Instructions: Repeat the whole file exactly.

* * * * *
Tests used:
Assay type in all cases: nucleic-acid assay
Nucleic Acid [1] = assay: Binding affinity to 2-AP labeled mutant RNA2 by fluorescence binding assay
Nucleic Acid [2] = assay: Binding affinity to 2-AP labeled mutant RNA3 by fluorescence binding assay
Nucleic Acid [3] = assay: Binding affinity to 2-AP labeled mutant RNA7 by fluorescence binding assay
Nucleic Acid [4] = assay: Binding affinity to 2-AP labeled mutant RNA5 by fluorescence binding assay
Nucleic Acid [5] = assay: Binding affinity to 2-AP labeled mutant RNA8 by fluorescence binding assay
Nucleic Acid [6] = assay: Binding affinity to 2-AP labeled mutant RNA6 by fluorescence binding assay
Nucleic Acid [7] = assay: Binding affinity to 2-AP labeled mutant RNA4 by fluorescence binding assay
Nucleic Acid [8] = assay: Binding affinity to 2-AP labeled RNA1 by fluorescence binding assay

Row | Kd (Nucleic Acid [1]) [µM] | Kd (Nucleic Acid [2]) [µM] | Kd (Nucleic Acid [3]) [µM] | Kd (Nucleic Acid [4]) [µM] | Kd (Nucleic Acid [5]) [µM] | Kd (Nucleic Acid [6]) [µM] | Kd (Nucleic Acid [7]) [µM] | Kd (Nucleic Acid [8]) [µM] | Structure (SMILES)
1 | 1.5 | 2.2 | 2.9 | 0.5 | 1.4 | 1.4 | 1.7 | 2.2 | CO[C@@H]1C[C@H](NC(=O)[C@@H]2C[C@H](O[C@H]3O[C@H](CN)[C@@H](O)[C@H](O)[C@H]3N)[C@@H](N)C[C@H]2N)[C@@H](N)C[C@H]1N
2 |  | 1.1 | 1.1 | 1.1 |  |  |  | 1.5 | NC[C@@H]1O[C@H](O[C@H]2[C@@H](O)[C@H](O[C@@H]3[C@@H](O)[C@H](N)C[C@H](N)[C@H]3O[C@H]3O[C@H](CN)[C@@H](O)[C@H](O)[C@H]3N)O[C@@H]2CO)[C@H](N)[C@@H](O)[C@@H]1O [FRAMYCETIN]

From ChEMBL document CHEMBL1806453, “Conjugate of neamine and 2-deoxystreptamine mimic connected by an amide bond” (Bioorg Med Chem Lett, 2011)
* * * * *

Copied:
Tests used:
Assay type in all cases: nucleic-acid assay
Nucleic Acid [1] = assay: Binding affinity to 2-AP labeled mutant RNA2 by fluorescence binding assay
Nucleic Acid [2] = assay: Binding affinity to 2-AP labeled mutant RNA3 by fluorescence binding assay
Nucleic Acid [3] = assay: Binding affinity to 2-AP labeled mutant RNA7 by fluorescence binding assay
Nucleic Acid [4] = assay: Binding affinity to 2-AP labeled mutant RNA5 by fluorescence binding assay
Nucleic Acid [5] = assay: Binding affinity to 2-AP labeled mutant RNA8 by fluorescence binding assay
Nucleic Acid [6] = assay: Binding affinity to 2-AP labeled mutant RNA6 by fluorescence binding assay
Nucleic Acid [7] = assay: Binding affinity to 2-AP labeled mutant RNA4 by fluorescence binding assay
Nucleic Acid [8] = assay: Binding affinity to 2-AP labeled RNA1 by fluorescence binding assay

Row | Kd (Nucleic Acid [1]) [µM] | Kd (Nucleic Acid [2]) [µM] | Kd (Nucleic Acid [3]) [µM] | Kd (Nucleic Acid [4]) [µM] | Kd (Nucleic Acid [5]) [µM] | Kd (Nucleic Acid [6]) [µM] | Kd (Nucleic Acid [7]) [µM] | Kd (Nucleic Acid [8]) [µM] | Structure (SMILES)
1 | 1.5 | 2.2 | 2.9 | 0.5 | 1.4 | 1.4 | 1.7 | 2.2 | CO[C@@H]1C[C@H](NC(=O)[C@@H]2C[C@H](O[C@H]3O[C@H](CN)[C@@H](O)[C@H](O)[C@H]3N)[C@@H](N)C[C@H]2N)[C@@H](N)C[C@H]1N
2 |  | 1.1 | 1.1 | 1.1 |  |  |  | 1.5 | NC[C@@H]1O[C@H](O[C@H]2[C@@H](O)[C@H](O[C@@H]3[C@@H](O)[C@H](N)C[C@H](N)[C@H]3O[C@H]3O[C@H](CN)[C@@H](O)[C@H](O)[C@H]3N)O[C@@H]2CO)[C@H](N)[C@@H](O)[C@@H]1O [FRAMYCETIN]

From ChEMBL document CHEMBL1806453, “Conjugate of neamine and 2-deoxystreptamine mimic connected by an amide bond” (Bioorg Med Chem Lett, 2011)